1. Thank you. I found your site inspirational. I’m living through the promise of not putting my parents in a home, but watching them deteriate daily. I battle with the doctors who just want to “zone” them out with meds that make them sleep all day. I watch them and know that they can’t help the anger, the frustration, the dependence. We still have good moments and then we have some pretty hard ones. I, too, can still make them smile and laugh. Some days. I love them…for who they were…and I love who they are now…although the similarities are fading fast. It is painful. Thank you for your words of encouragement. I’ll try to judge myself fairly. I can’t do it all. I can’t help them at times when they are lost in a fog or way back in the days when I didn’t even exist. I do hear things about them when they are remembering their youth that I know are gems…things I would’ve never probably heard or they would have never taken time to tell me…but we are together and they just want to be heard now. I love them both. I’m trying. I”m doing my best. God give me strength. Show me your blessings. Quieten their fears…and mine. Let us continue to find ways to smile at each other whether they are looking at their daughter…or just me, even though they’ve called me the wrong name.

      2. Hi Faye,
        I too made the promise of never putting my folks in a nursing home. In the end they both ended up in one. My Father’s move was medically necessary at the end stage of his cancer after taking a fall down the steps in the senior building they were living in. My Mother, God bless her heart made the decision to move into the nursing home with my Father, knowing she had the early stages of Alzheimer’s disease. I’ll never forget that day. It was about a week or two after Dad was admitted to the nursing home and she realized he would not be coming home. The plan was then for her to come live with me and my family. But one morning she came to me very matter of a fact and she said,” Lori, I’ve made a decision. Dad and I have been together 49 1/2 years and I’m going go to leave him now. I want to move into the nursing home.” After a long family discussion, Mom moved into the nursing home. Little did I know what a gift this would be to all of us.

        The care and social interaction she received from the nursing home over the years cannot be ignored, to what she would have actually received from me. You as good as it sounds like living with family would be the best possibly option, it is not most often. As a totally loving daughter with great intentions, in the scheme of things it doesn’t matter. Our real roles we play in life take away from the care we can give them. For me, as Mother, Wife, Realtor, Volunteer, Speaker, Caregiver, Daughter, Friend…and the list goes on…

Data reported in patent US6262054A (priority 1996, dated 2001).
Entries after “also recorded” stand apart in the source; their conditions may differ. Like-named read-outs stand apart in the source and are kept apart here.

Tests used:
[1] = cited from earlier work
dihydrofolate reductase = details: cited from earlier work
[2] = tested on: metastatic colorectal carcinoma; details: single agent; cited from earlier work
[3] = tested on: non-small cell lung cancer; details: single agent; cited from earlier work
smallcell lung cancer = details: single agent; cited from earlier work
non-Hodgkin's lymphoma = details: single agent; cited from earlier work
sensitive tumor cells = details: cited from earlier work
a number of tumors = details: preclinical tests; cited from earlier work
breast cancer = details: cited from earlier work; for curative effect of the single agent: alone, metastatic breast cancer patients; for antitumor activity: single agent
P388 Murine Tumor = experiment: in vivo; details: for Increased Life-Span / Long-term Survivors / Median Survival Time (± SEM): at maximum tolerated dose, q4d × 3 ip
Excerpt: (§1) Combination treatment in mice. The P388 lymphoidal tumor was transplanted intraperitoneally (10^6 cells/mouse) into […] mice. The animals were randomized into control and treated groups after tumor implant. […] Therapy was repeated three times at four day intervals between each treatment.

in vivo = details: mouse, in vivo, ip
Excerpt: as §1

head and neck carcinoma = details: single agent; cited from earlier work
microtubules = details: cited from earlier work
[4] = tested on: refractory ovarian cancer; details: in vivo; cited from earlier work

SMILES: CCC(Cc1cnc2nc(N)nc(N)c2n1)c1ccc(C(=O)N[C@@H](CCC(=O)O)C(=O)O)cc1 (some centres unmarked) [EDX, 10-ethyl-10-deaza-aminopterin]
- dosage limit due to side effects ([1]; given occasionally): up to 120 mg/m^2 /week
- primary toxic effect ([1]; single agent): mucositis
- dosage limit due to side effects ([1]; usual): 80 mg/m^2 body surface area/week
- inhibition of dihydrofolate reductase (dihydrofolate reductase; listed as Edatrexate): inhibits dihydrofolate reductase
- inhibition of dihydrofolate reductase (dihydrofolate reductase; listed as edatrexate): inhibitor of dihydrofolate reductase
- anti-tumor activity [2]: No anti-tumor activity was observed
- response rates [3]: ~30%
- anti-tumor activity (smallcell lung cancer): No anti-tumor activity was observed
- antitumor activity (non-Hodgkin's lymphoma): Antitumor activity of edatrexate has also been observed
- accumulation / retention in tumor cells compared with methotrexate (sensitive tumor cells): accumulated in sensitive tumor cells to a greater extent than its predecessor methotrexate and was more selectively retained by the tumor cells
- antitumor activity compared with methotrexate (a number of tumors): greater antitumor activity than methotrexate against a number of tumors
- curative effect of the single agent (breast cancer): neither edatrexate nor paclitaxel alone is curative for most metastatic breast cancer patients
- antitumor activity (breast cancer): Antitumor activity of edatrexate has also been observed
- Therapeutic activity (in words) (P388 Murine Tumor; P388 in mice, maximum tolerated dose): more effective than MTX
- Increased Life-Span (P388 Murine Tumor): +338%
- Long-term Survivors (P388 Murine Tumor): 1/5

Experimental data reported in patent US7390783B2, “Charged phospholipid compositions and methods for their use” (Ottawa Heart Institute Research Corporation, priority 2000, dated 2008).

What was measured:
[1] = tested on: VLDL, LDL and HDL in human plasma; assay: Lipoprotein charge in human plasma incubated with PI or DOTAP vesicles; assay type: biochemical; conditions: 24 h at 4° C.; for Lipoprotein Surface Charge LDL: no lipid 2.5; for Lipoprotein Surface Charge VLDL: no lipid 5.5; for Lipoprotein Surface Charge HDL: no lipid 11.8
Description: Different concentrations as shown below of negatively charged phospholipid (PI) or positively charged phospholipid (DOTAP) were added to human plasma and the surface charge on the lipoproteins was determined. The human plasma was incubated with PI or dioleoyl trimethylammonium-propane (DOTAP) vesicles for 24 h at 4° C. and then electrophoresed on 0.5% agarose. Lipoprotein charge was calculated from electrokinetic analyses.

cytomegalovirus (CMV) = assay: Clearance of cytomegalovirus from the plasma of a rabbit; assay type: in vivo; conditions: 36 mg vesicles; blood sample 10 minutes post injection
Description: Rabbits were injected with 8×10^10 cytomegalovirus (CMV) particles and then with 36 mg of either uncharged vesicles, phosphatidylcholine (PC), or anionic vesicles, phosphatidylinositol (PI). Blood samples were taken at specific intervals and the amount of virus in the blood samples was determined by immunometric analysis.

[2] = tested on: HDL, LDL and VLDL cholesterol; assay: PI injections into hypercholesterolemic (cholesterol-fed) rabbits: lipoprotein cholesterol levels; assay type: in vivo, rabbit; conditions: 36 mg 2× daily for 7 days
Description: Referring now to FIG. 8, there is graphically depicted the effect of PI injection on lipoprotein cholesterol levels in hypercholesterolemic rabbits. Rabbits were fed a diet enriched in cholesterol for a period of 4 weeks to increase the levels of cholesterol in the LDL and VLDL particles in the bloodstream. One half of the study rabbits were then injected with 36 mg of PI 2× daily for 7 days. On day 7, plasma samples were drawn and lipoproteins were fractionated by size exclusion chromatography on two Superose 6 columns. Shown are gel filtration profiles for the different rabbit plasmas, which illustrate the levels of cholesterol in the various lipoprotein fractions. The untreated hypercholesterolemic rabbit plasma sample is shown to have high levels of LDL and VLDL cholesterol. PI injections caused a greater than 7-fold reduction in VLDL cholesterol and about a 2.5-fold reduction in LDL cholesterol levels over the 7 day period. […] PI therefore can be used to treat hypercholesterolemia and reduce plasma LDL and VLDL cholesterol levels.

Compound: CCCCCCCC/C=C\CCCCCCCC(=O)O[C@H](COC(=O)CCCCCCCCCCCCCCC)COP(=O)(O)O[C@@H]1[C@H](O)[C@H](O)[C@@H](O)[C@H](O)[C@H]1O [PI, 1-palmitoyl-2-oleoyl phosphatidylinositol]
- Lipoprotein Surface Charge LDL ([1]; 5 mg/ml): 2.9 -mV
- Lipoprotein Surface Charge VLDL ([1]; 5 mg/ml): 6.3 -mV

I realized I could not give her what the nursing home had to offer. No matter how good my intentions were. I had to admit, someone could do a better job than me. That was a huge realization. OUCH! Plus, now I had to deal with what others would think of me – That I had abandoned her. It was one of the most difficult decisions of my life. So long story short, I do understand your struggles and frustrations.

        The comment of yours about the medical profession wanting to “zone your parents out,” I get too. If you are not seeing a Geriatric Doctor, I would encourage you to try to find one in your community. They understand exactly what you are talking about and typically try to focus on quality of life as a whole. This makes a huge difference in what and how they
        prescribe medications and make recommendations.

        I am glad to hear that you are able to laugh and smile with your parents. I am glad you are able to openly admit your true feelings of the good, the bad, and the ugly. This makes you way ahead of most. Being honest with your feelings is a huge step and allows you to move forward, even if some days it doesn’t feel that way. I do have some exercises you might want to try. I won’t go into detail about them but they are listed under the tab at the top of page “exercises.”

        I hope you continue to join our community here at Alzheimer’s Speaks and share your feelings and stories with us. I am a true believer we are all here to help one with this disease. It is amazing, how similar yet different all our stories are.

        May you continue to be strong and find ways to connect and appreciate the people your parent’s are today and tomorrow. If you can get to the point of seeing them as children, not to control, but to love and play with them, your journey will feel so much easier and fill your soul with pleasure. It truly is the small miracles in life that can make us appreciate our lives in a new fashion.

        Take care and again thank you for sharing!